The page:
North Korea fired its fourth round of ballistic missiles in the past week on Saturday local time, the State Department confirmed.
A State Department spokesperson said the United States condemns the launches, along with the five missiles North Korea launched on three other occasions since Sunday.
The Associated Press reported that South Korean and Japanese officials said North Korea launched two short-range missiles toward its eastern waters. The South Korean military said it has enhanced its surveillance posture.
Japanese Vice Defense Minister Toshiro Ino said the missiles were fired off North Korea's west coast within about 15 minutes of each other, the AP reported. They traveled up to 250 miles before landing in the Sea of Japan.
The State Department spokesperson said the launches violate multiple United Nations Security Council resolutions and threaten North Korea's neighbors and the international community.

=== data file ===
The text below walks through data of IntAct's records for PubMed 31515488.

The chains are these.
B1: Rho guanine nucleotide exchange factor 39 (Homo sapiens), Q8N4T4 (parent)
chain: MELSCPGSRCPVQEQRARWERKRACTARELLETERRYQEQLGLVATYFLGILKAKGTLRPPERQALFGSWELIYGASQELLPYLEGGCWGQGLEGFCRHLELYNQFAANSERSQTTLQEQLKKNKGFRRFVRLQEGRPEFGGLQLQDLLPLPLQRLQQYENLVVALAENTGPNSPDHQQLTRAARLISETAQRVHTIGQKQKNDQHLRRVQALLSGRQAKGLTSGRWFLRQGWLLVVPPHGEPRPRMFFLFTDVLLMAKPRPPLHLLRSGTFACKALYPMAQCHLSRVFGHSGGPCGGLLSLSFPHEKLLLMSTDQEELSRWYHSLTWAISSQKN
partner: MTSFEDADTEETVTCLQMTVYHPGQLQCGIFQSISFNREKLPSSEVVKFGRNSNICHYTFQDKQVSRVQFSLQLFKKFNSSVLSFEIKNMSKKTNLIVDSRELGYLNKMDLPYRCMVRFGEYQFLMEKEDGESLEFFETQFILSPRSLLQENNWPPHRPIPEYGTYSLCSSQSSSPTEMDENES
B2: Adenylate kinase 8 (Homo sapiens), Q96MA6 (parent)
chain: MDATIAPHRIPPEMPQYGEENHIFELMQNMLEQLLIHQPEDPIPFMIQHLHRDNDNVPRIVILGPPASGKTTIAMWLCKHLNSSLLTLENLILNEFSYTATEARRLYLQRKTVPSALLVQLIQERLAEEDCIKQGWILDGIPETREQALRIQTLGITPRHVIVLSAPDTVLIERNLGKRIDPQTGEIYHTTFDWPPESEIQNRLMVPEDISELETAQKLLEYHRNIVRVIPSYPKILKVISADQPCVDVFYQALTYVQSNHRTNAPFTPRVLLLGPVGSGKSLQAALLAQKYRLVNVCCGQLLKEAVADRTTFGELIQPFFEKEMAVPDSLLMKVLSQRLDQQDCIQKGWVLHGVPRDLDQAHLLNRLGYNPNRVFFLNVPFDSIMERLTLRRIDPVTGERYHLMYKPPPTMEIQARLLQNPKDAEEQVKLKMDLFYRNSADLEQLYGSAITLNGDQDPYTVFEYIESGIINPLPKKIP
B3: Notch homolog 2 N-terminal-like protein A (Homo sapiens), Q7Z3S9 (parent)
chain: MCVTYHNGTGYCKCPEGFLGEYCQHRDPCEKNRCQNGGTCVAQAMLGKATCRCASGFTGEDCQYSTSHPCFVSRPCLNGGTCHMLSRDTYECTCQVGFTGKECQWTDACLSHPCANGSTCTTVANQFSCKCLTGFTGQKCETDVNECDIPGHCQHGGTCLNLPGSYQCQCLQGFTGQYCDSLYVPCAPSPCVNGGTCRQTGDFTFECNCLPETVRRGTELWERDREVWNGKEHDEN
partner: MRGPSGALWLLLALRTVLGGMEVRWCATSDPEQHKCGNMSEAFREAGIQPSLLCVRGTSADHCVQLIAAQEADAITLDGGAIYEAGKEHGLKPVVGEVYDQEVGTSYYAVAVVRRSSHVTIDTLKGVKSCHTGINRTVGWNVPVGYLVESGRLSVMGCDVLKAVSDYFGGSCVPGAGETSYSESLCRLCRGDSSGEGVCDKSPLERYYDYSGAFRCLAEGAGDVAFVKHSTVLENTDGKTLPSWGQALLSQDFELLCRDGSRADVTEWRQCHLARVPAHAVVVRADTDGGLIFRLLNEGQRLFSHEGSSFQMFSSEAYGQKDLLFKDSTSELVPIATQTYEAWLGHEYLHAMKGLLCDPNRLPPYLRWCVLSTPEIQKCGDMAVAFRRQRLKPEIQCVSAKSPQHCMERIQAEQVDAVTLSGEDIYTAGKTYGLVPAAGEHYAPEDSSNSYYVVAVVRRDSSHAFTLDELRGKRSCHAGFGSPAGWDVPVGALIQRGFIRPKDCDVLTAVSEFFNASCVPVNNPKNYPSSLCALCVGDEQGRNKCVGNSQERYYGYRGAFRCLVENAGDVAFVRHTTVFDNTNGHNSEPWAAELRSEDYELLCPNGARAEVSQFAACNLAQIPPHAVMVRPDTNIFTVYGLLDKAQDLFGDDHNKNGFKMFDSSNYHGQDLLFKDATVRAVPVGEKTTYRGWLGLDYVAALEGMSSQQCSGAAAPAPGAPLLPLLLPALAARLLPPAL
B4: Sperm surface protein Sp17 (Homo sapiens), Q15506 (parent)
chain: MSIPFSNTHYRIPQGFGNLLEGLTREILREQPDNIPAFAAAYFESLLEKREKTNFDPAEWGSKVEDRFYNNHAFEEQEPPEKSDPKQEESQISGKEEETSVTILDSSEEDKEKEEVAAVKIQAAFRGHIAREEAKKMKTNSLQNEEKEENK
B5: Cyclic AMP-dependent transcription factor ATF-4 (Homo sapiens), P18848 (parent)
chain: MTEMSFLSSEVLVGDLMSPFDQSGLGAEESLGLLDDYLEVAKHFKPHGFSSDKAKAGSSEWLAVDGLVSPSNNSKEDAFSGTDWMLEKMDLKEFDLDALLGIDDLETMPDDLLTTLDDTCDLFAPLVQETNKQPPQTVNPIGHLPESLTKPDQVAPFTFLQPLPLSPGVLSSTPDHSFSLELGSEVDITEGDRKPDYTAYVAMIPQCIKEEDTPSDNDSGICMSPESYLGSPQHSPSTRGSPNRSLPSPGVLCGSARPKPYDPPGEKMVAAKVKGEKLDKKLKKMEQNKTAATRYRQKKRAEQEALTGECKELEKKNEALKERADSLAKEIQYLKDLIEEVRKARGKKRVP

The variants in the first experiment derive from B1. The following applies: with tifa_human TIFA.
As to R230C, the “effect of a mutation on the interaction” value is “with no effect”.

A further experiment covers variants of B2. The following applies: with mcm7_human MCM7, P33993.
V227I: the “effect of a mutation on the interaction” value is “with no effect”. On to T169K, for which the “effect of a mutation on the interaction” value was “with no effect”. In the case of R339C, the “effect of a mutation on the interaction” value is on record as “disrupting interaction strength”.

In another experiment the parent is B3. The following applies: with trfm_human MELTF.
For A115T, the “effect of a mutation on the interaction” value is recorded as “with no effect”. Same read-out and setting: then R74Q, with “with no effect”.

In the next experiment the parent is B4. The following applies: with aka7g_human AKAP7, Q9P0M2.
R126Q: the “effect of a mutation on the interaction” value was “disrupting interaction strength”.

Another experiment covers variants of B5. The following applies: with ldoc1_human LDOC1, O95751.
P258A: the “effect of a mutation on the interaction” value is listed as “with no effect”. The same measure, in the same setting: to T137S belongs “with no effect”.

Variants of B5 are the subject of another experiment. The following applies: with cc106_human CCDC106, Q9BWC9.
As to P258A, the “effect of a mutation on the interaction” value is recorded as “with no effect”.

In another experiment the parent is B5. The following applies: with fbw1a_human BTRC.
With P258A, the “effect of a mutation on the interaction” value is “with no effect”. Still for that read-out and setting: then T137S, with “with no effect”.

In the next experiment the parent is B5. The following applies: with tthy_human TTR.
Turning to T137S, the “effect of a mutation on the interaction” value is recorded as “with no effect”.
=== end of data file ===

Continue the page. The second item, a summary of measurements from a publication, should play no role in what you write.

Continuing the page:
"We remain committed to a diplomatic approach to the DPRK and call on the DPRK to engage in dialogue," they said. "At the same time, we will continue to work with allies and partners to limit the DPRK's ability to advance its unlawful ballistic missile and weapons of mass destruction programs."
North Korea fired one surface-to-surface ballistic missile on Sunday and two short-range missiles toward the East Sea before Vice President Harris arrived in South Korea.
Harris visited the country at the end of a four-day trip to Asia, emphasizing the U.S.'s commitment to South Korea and condemning the North Korean government. North Korea fired two additional short-range missiles on Thursday after Harris left.
The spokesperson said the U.S. commitment to defend South Korea and Japan remains "ironclad."
North Korea is rumored to be preparing for a nuclear test in October or November, which would be its seventh such test since 2006 and first since 2017.
For the latest news, weather, sports, and streaming video, head to The Hill.